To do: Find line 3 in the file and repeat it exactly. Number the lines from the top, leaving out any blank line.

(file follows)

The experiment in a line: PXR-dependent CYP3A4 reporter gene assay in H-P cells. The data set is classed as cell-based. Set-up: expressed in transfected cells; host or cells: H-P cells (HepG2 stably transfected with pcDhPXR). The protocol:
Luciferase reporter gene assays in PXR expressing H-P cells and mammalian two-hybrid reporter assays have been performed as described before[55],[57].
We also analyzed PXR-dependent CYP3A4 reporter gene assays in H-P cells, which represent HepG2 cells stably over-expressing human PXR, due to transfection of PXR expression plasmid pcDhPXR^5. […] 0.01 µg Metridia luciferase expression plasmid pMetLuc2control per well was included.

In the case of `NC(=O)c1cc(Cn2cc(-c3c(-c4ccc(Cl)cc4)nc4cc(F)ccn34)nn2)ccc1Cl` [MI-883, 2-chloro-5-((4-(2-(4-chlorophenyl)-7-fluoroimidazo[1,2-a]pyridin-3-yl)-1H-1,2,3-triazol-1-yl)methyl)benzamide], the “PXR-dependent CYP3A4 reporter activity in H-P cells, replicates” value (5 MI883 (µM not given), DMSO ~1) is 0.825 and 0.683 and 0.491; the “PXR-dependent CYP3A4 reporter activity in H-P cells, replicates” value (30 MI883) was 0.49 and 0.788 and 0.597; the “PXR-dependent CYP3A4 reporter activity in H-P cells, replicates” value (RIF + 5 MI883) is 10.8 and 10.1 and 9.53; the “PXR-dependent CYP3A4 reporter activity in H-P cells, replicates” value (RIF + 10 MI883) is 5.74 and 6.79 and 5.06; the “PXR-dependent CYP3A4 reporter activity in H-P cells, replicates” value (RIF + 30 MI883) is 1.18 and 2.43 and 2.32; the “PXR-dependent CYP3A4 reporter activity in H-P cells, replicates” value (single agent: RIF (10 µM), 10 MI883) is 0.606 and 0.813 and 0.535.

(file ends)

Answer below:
We also analyzed PXR-dependent CYP3A4 reporter gene assays in H-P cells, which represent HepG2 cells stably over-expressing human PXR, due to transfection of PXR expression plasmid pcDhPXR^5. […] 0.01 µg Metridia luciferase expression plasmid pMetLuc2control per well was included.